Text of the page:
Types of Damages and Effects:



Living systems have perfected genetics of inheritance.  This is achieved

by variety of natural process that leads to natural selection and speciation,

thus the genetic system of an organisms is inherited and perpetuated for

many thousands or even million years, occasionally make mistakes

 because variety of causes; such mistakes can happen at gene level

or at chromosomal level, even at cytoplasmic level, means organelle DNA

 can suffer damages. Often in course of time these changes if remain

and  survived they lead to variation in plants and animals.


Carol Bernstein, A. R. Prasad et al; www.intechopen.com




Carol Bernstei,  A. R.Prasad etal; www.intechopen.com




Chromosomal changes: 



Chromosomal aberrations, as the above diagrams depict, can cause very serious

effect but also lead variations and speciation. http://www.tutorhelpdesk.com/




Chromosomal changes can be at numerical level or structural level:


Numerical level can be detected as aneuploidy and polyploidy. 

Structural abnormalities can be deletions, duplications,

inversions and translocations.  These changes have enormous

effects on organisms, some survive and others perish in the

struggle for existence, those survive inherit their characters differently.


Here is simple chromosomal diagram showing the broken nature of chromosomes. http://en.wikipedia.org/




Tautomerization involves nitrogenous bases; it is one of the common causes

 of genetic errors.  Bases under certain conditions can be in a state of enolic

form or immino form instead of their natural ketonic and amino forms. 

Such tuatomeric forms can base pair with different bases, which leads to

change in the base pair sequences and generate mutations such as frame

shift in reading frame, silent mutation and nonsense and missense mutations.




Distribution of Transitions and Transversions among SNPs; A to G i.e one purine or pyrimidines to another purine or pyrimidines; change of

one purine to pyrimidine or pyrimidines to purine (rare), called transversions and transitions respectively. http://openi.nlm.nih.gov/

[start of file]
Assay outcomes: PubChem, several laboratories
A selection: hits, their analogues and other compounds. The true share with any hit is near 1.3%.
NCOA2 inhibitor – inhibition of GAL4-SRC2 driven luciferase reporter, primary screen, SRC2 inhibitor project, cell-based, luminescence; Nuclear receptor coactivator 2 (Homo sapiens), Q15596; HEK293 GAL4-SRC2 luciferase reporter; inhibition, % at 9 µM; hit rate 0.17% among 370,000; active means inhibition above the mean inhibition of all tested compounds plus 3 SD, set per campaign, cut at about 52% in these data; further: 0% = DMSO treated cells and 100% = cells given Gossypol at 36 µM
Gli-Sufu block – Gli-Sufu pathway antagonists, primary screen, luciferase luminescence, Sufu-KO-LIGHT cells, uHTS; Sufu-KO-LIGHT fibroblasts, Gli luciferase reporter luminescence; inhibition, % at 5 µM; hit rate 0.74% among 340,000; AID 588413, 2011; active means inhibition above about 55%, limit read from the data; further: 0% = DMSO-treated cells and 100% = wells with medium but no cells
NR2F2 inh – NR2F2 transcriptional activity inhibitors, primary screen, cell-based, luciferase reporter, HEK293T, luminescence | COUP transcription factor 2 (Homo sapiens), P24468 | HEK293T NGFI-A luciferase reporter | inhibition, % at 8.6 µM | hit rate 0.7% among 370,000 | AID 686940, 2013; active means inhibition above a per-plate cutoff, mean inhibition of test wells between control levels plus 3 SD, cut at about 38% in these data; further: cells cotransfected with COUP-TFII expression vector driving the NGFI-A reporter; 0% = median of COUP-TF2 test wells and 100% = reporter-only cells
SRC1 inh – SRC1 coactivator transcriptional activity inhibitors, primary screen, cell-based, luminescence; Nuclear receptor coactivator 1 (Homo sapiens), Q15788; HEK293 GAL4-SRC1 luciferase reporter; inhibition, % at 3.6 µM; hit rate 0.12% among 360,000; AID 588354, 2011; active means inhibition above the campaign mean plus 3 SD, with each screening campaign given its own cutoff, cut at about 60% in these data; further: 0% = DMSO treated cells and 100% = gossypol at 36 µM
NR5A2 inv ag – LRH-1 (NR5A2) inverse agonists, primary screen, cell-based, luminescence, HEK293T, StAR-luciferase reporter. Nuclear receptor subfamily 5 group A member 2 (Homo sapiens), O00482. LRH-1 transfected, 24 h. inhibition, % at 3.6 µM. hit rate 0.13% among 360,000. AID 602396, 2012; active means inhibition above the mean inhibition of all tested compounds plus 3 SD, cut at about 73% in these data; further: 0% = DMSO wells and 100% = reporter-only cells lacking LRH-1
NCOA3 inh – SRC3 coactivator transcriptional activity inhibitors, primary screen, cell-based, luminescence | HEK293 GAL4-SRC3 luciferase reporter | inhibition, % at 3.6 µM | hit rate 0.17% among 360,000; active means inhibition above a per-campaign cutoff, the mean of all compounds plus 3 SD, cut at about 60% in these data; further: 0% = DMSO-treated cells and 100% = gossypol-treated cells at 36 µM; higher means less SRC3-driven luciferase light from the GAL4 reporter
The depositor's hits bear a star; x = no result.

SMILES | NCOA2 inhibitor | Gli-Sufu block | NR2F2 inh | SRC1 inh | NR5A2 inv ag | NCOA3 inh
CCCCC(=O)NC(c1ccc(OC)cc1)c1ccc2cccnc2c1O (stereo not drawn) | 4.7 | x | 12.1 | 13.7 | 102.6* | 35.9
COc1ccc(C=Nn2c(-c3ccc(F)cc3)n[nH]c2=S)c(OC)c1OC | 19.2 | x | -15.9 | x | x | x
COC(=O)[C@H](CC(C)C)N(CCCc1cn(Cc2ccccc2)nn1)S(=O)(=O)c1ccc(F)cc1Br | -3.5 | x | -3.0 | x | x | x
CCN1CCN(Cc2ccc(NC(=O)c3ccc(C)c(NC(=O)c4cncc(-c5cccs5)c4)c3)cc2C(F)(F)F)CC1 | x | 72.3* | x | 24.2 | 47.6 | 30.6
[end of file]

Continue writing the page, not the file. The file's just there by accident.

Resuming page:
Look at the original triplet sequences, look at mutations- Point mutations can create silent mutations, missense mutations, nonsense mutations as shown above. http://utminers.utep.edu/




Point Mutations; http://www.studyblue.com/

Image result for Mistakes in base pairing



Image result for Mistakes in base pairing



Image ch27fu4.jpg




Image result for alternate forms of Thymine and adenine




Effect of tautomerization, where a normal base with either ketonic

or amino form can change into enolic or imminoform; these changes lead to different

 base pairing; structural biochemistry; http://en.wikibooks.org/





AP sites are mainly generated by DNA glycosylases and depurination. Certain major alkylation products (e.g. 7-methylguanine and 3-methyladenine) increase rates of hydrolytic depurination by several orders of magnitude. Essentially error-free repair of AP sites is carried out by BER, NER and recombination repair, whereas error-prone DNA polymerases may synthesize DNA over the baseless site. This type of complexity in handling of damage may be more common than thought previously. ;https://www.researchgate.net/





·                Transitions are due to substitution of purine with another purine and pyrimidine with another pyrimidine and substitution of one purine with a pyrimidine and vice versa invariably due to base substitutions and Tautomerisation.  Cellular environment can easily cause such transitions.  Even certain type of base modifications can cause transition type changes.


Very rarely Purines are replaced with Pyrimidines or Pyrimidines are replaced with Purines and such changes are called as Transversions.

Such Transversions type incorporations are possible due to mistakes during replication or bases are deleted and new base is added.


Enol form of guanines can easily methylated, which further cause more malformation in terms of information flow. The O-6methyl guanine can base pair with Thymidine,



When guanine gets methylated it can base pair with thymine; http://fbio.uh.cu/


Such changes can be due changes during  replication are corrected; 3' to 5' Exonuclease Action If synthesis occurred in the opposite direction, the terminal end of a growing chain would contain a triphosphate group instead of an -OH group. This triphosphate would become the target of the proof-reading exonuclease and its removal would halt DNA replication. http://www.sparknotes.com/biology


In fact replication mechanism and the enzymes involved have inbuilt safety system in the form of proof reading, yet occasionally, perhaps one in one million nucleotides incorporation, there is a possibility, plausibility or probability for wrong nucleotide incorporation, which is enough to create an error.   If the error happens in repetitive DNA or transposons does not result in any meaningful changes. If that error in the coding sequences is not repaired or corrected immediately and if the incorporated nucleotide in the codon codes for a wrong amino acid, which if it is important for protein function, such as binding site or catalytic site or both in enzymes or in structural proteins, then the error is manifested in biochemical dysfunction.